Taylor Swift lets Apple Music stream 1989 after royalties U-turn

Singer has shaken off her row with tech giant

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The Independent Culture

Taylor Swift has signalled that she's kissed and made up with Apple by revealing she will be putting her hugely successful album 1989 on Apple Music (and "happily so").

The "Shake It Off" singer caused the tech giant to change its policy over royalties for artists after writing an open letter on her Tumblr account.

She called out the iPhone makers for initially refusing to pay artists during a three month free trial of Apple Music and said she was withholding her latest album.

"We don’t ask you for free iPhones. Please don’t ask us to provide you with our music for no compensation," she wrote on Twitter at the weekend.

To which the tech firm responded: "We hear you @taylorswift13 and indie artists. Love, Apple."

Swift was quick to come back with a tweet expressing her relief. "I am elated and relieved. Thank you for your words of support today. They listened to us," she wrote.

Today she went one step further and gushed: "This is simply the first time it's felt right in my gut to stream my album. Thank you, Apple, for your change of heart."

Up to now only Swift's earlier albums have been available on streaming services such as Tidal, Beats Music, Google Play Music and Rhapsody.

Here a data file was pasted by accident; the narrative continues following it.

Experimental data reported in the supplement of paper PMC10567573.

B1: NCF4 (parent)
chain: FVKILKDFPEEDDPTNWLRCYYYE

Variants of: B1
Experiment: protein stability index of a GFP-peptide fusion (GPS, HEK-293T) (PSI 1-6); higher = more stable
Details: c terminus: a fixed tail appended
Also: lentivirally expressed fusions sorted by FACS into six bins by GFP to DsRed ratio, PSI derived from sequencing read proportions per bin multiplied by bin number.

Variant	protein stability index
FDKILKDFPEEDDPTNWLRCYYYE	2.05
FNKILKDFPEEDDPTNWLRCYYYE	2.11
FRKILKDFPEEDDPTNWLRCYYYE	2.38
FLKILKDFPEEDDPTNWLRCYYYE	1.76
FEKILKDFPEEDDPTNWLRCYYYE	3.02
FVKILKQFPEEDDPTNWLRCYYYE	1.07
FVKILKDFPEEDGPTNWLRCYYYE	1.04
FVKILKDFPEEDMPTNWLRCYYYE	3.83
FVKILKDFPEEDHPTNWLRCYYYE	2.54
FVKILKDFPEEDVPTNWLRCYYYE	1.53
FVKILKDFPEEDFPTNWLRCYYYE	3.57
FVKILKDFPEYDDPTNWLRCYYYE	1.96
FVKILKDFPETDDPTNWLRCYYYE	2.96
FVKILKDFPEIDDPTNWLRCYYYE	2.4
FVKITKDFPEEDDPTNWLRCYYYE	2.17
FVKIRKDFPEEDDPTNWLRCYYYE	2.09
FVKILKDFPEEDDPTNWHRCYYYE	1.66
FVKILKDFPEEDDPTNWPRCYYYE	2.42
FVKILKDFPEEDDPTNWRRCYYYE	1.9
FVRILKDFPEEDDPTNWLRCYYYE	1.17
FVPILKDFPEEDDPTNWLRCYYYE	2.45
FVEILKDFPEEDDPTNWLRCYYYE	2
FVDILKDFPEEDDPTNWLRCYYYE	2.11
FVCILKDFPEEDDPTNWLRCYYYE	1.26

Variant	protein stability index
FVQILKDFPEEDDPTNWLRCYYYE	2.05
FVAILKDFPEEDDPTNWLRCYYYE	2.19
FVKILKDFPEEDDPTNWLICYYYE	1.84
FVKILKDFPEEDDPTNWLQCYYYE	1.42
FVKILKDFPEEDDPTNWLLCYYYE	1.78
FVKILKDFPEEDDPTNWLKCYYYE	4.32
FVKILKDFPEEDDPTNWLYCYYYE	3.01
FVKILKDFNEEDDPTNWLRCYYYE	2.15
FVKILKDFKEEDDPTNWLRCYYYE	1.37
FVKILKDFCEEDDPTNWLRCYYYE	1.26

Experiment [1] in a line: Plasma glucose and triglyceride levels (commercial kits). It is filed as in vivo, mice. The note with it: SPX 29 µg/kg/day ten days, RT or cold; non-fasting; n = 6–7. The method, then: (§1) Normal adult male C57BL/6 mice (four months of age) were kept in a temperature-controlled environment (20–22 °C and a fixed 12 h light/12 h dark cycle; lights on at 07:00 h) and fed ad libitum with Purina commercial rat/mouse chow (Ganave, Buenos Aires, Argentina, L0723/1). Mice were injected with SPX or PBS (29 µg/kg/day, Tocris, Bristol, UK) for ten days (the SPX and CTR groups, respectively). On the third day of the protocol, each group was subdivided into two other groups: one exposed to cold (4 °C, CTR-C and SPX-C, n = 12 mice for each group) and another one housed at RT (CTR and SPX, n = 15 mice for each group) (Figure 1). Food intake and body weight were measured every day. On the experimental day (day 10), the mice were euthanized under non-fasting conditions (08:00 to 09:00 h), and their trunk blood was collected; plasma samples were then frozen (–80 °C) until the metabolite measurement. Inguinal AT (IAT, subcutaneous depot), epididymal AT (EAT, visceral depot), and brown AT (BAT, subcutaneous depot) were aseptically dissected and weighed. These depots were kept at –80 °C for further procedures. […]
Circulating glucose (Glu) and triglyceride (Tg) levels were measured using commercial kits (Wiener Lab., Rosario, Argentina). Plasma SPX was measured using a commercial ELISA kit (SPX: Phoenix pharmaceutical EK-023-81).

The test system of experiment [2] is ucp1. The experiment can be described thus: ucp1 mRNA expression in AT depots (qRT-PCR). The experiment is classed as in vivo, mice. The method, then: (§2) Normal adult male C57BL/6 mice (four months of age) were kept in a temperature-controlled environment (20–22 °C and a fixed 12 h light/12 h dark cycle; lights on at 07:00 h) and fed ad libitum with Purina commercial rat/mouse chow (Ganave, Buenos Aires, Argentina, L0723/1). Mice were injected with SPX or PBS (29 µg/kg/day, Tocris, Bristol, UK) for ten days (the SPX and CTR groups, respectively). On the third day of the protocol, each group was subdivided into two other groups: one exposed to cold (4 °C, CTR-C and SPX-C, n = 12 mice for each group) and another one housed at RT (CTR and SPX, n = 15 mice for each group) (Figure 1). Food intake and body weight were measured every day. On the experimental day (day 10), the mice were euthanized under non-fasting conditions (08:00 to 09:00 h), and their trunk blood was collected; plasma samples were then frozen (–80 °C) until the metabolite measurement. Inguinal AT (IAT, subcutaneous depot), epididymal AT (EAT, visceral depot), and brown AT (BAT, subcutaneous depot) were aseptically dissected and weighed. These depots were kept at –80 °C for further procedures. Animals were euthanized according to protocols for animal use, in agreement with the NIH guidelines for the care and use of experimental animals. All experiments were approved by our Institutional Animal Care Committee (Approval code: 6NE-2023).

She also made it clear that she hadn't done "an exclusive deal" with Apple.


Last year Swift hit headlines when she pulled her entire back catalogue from music streaming service Spotify while  she was promoting new album 1989, which sold 1.287 million copies in its first week.

The 25-year-old said at the time that "valuable things should be paid for", arguing that "music should not be free" and artists should not "underestimate themselves or undervalue their art".

"I felt like I was saying to my fans, 'If you create music someday, if you create a painting someday, someone can just walk into a museum, take it off the wall, rip off a corner off it and it's theirs now and they don't have to pay for it," she said.

"I didn't like the perception that it was putting forth and so I decided to change the way I was doing things."

Spotify subsequently begged Swift to return with a "we love you" playlist and insisted that nearly 70 per cent of its revenue goes back to the music community.